Two More Towards Making The Seven

David continues to introduce us to the real-life Seven. Full text after the break.



Two More Towards Making The Seven

Number two in the Standing Committee, and its youngest member, is Li Keqiang, who was born in Anhui Province, in central China, on 1st July 1955. As chief lieutenant to Premier Wen Jiabao, Li Keqiang has a lot of experience of working at the highest level of government and will be the Vice Premier of the People’s Republic.

Li Keqiang is probably the most intelligent member of the new Seven, with a degree in Law from Beijing University and a PhD in Economics. Rather handy in today’s China. At the same time as following his studies, Li Keqiang was busy working for the Communist Youth League, being a close associate of current Premier Hu Jintao, who also rose through the ranks of the CYL. Li was appointed to be Governor of Henan in 1998, aged 43 – the youngest appointment of its kind in China’s modern history. He was a busy governor and his hard work brought- economic prosperity to the region, but he has also been seen as a ‘bad luck’ governor, after three major fires in his province and a widespread epidemic of AIDS.

Since 2001, Li Keqiang has been being groomed for his possible premiership, being given some of the most important economic portfolios to deal with. If Xi Jinping is the stabilizing force at the centre of the Politburo, Le Keqiang is the economic theoretician. His chief policy is to boost China’s domestic consumption and thus share the country’s wealth more evenly.

Does he like the West? It’s hard to say. But he is committed to international trade, so hopefully, with him at the rudder, we’ll see slow progression towards making China much more like the model of the West. It’s also to be noted that Li Keqiang is for the development of affordable housing, basic health care for all China’s citizens and clean energy.

In no particular order (though when it comes to it, the order in which these seven are announced is crucially important in marking out their relative status) next on my list is Zhang Dejiang, who was born in Northern China in November 1946. He owes a great deal of his rise in the Party to the sponsorship of Jiang Zemin, in the 1990s. But Guangdong was where Zhang made his name, helping to integrate the economies of the Pearl River Delta. But his critics accuse Zhang of being a hardliner, whose instinct is to clamp down on any protest. In that sense he is very much an old school communist.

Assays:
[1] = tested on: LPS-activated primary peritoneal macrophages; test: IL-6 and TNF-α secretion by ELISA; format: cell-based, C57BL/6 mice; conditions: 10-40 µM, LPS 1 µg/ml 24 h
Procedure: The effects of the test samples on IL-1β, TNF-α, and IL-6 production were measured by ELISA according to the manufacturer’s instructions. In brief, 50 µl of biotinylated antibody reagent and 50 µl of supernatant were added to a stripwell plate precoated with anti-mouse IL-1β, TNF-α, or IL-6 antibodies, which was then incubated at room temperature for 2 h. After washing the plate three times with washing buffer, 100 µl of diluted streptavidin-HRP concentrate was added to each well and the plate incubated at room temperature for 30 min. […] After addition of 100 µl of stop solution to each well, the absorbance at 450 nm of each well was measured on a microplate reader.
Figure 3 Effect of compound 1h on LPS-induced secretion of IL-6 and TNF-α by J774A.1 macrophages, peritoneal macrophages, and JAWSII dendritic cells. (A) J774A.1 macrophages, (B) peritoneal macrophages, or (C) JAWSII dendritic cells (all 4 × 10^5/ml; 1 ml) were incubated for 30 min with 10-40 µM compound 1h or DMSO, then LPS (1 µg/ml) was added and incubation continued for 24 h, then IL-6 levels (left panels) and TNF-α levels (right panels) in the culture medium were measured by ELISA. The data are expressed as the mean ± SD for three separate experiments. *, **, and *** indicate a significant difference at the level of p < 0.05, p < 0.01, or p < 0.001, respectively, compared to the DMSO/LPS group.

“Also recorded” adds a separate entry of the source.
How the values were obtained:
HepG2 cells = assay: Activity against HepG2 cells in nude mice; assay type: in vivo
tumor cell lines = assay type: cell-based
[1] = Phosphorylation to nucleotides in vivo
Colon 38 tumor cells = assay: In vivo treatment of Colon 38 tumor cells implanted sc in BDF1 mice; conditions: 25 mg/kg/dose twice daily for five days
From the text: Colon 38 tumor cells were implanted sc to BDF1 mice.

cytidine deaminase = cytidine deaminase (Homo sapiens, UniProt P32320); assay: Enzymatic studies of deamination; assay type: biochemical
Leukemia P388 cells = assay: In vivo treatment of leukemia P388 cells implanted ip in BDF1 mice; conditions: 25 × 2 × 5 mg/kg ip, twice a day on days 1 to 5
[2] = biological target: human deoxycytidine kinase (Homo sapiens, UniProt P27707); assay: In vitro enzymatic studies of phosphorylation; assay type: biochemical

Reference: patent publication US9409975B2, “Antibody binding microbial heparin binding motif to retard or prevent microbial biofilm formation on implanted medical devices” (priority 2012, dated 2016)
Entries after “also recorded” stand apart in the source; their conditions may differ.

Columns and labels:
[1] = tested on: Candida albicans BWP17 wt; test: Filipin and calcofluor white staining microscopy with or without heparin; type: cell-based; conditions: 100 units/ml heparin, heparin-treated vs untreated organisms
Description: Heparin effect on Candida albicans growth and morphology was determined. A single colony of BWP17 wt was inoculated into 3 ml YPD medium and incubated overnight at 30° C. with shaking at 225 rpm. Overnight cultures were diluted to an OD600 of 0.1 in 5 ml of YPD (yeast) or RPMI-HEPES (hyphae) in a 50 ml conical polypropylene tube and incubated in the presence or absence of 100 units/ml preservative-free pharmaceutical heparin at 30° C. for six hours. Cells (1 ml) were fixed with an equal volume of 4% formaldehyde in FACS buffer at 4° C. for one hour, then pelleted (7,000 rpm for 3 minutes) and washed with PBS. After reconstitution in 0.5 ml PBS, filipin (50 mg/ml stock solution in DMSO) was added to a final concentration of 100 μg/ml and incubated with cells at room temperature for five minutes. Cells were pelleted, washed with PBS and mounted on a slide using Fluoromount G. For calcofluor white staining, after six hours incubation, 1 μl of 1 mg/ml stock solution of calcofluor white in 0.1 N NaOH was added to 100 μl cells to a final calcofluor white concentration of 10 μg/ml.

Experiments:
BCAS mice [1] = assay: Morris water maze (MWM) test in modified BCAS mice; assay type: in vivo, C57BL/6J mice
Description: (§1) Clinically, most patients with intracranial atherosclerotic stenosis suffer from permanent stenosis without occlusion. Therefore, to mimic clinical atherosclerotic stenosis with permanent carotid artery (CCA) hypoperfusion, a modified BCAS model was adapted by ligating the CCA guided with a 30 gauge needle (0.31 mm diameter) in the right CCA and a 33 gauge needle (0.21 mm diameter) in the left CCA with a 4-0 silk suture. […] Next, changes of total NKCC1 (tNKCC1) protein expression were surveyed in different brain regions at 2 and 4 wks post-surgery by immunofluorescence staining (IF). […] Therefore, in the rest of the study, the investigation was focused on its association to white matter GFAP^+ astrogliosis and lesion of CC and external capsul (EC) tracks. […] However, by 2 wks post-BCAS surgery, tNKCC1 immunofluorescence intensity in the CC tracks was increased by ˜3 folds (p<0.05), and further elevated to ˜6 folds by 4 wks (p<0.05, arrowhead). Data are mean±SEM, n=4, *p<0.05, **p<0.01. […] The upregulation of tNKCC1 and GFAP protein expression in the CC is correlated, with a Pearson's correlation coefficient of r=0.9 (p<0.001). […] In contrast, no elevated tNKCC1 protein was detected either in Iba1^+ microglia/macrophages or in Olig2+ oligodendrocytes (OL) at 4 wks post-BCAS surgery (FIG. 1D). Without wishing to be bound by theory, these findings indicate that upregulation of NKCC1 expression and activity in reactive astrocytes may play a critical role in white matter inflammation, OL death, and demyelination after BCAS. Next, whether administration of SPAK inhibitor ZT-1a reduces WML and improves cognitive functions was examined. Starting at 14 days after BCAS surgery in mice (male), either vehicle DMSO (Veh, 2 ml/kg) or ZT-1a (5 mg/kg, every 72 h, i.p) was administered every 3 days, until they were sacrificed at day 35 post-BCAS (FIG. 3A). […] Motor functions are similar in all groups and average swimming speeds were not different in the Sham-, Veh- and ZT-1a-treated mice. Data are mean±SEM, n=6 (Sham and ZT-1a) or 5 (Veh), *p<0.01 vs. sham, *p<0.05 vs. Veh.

At present Zhang Dejiang oversees China’s energy, telecommunications and transportation industries – three of the biggest departments of government (I mean… imagine how big each of those three is individually!). He’s also been appointed to run the Party in Chongqing, after Bo Xilai’s arrest on corruption and now murder charges. Criticised last year for his handling of the Wenzhou fast speed rail collision, he’s one I really can’t call. He clearly doesn’t like criticism and there are a lot of rumours surrounding the man. Oh, and he speaks Korean, too.

Okay. More later. Oh, and I was going to say… among the two tipped for the top who have subsequently been dropped from the Standing Committee, was the one and only woman in this whole process, Liu Yandong, a staunch ally of President Hu Jintao. What a surprise, eh?

David Wingrove    24th October 2012

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